Moreover, any reasonable formal system that can prove can prove statements 1 and 2. Indeed, we can make a permutation, so that the new indexing involves the same machines as the original, only scrambled. In the case , this yields his prose conclusion:
If is provable at all, then it is provable by diagonalization.
As he was quick to add, this doesn’t say that the mere fact of enables diagonalization, only that working by diagonalization does not impose any additional burden on a reasonable formal system.
Proof: We define in stages. At each stage we have “marked” the values for . At stage , take to be the least unmarked value such that
and define . This also marks . A suitable always exists since infinitely many languages in include , which handles the case , and infinitely many exclude , so there’s always a when too. Also clearly is one-to-one since we mark each value. To see that is onto, let be the least unmarked value at any stage . Since and differ by an infinite set, there will always be a in the symmetric difference, and the algorithm will set for the least such .
The proof works even if is undecidable—we just get that is uncomputable—and there are uncountably many ‘s to go with uncountably many ‘s. When is computable the in the algorithm is computable, and if the indexing includes many copies of machines accepting or then we can get or lower.
The inverse of , that is, the mapping , however, may have explosive growth for infinitely many , depending on how sparse the symmetric difference of with some languages in is. Still, if the statement is provable in a given formal system, then the inverse is provably total, so the diagonalization can be verified. Another way of putting this is that the formal system is able to verify that every language in —that is, every , is eventually enumerated, so the formal system can tell that the class being diagonalized against is all of .
The ease of the proof and its relation to oracle results contributed to controversy over how to interpret it. I’ve mostly felt that the logical “horse” was being put behind or at best alongside the “cart” of combinatorial proof methods. Recently I’ve appreciated how the proof focuses the question on how large your idea of “” is rather than how hard is, which was a key issue in the attempted proof by Vinay Deolalikar. The oracle result showing for some computable languages (any -complete language will do) was supposed to argue that diagonalization against the class had no special power as a tool for .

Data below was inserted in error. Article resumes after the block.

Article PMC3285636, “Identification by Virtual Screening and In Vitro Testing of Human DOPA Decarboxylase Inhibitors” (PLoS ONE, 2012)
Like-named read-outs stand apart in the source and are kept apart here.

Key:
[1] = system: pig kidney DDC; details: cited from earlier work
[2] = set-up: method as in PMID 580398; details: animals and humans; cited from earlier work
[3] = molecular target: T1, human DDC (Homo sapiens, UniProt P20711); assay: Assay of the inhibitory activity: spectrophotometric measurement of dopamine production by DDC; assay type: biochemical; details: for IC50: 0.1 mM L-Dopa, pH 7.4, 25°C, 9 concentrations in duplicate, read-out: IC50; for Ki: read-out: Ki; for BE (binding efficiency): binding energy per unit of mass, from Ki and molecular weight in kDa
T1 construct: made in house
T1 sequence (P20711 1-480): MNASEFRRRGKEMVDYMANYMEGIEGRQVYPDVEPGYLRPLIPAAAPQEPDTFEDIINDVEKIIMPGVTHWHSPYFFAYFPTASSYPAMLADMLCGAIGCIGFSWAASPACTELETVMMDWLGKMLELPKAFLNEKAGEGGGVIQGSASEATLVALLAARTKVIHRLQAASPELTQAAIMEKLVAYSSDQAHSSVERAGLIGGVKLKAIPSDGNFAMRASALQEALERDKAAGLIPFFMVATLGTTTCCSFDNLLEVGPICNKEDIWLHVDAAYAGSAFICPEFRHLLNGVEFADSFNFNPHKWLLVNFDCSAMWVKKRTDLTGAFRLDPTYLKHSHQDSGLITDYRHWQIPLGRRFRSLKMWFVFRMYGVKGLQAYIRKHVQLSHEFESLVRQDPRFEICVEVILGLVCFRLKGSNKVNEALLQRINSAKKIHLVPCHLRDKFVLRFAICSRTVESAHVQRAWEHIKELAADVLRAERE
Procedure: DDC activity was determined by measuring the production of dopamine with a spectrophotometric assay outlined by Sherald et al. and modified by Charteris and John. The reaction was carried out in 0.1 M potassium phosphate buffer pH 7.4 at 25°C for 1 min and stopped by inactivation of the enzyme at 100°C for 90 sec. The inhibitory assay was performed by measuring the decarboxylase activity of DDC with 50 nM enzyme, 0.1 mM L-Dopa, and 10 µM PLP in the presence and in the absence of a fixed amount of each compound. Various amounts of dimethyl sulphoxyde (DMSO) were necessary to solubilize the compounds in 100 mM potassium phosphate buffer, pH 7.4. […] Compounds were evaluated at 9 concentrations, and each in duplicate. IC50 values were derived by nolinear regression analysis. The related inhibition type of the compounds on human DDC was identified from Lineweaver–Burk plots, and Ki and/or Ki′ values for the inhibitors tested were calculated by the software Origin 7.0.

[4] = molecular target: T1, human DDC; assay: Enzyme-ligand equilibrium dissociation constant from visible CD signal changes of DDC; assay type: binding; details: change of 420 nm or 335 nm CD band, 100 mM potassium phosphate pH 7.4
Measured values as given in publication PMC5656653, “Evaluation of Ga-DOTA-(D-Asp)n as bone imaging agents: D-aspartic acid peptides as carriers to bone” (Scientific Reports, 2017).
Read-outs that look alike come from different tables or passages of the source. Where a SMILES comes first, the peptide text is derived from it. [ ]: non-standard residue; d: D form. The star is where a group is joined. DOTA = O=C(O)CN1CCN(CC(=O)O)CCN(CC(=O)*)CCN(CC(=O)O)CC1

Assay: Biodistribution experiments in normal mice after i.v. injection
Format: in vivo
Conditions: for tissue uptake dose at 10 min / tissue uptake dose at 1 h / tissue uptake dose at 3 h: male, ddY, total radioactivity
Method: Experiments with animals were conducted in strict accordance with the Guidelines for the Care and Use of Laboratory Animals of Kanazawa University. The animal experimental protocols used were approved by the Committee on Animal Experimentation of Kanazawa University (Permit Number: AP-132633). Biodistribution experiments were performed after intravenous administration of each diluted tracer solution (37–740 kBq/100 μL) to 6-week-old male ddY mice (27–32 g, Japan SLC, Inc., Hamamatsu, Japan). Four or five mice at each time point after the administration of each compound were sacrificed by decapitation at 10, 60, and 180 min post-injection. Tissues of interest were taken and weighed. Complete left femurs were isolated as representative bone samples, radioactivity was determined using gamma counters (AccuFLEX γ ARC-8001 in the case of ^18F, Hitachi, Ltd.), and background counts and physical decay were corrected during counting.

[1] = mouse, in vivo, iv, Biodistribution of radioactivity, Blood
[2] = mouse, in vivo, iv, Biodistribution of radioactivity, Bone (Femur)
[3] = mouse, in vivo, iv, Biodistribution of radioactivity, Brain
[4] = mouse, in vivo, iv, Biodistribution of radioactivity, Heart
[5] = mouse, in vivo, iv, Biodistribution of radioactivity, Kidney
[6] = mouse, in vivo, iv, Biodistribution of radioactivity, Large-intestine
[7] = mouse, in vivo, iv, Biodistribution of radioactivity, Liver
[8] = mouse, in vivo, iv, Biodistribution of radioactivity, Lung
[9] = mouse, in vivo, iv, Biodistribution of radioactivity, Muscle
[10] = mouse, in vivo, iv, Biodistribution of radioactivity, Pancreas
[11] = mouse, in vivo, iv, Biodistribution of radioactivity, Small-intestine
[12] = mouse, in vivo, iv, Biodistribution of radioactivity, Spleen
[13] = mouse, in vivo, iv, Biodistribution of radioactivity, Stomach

The proof relativizes by taking to be an ensemble of polynomial-time oracle Turing machines giving for each oracle set , and by taking a fixed oracle TM such that is -complete for each . We get a fixed oracle transducer such that executes the algorithm for . Whenever it computes a total function whose diagonal is . If you think of “” as “ relativized to ” then this seems like a recipe for contradiction if the unrelativized is total and . But what happens when is just that computes an undefined function—indeed it doesn’t halt. To make an algebraic analogy, should be parsed as not , so “the diagram does not commute” and there is no problem.
I came back to Dexter’s theorem this fall term while re-thinking how best to introduce diagonalization in an undergrad or grad theory course. The classical way is
where is the “Gödel Number” of the machine . My own usual style is to identify a machine or program with its code as a string, thus writing
This removes any need to talk about the correspondence between strings and numbers, Gödel or any kind of numbers. However, styling this via programming raises questions such as whether “” means the source or compiled code, and does it matter how they differ?
Recently I’ve preferred to think of as an object, indeed analogizing components to fields of a class. Then “” re-appears as an encoding of the object by a (number or) string. We define:
Now it doesn’t matter if we say is the source code or the compiled executable, and it can be anything—we can downplay the “self-reference” aspect if we wish. The encoding function need not be 1-to-1, provided it is “extensional” in the sense that
We still get the diagonal contradiction: if , then contradicting . And , which implies that there is some such that , but by extensionality we have and again that is a contradiction. (Well, you don’t have to tell students this more-complicated proof—just say that is 1-to-1 and it’s just as quick as the usual diagonal proof.)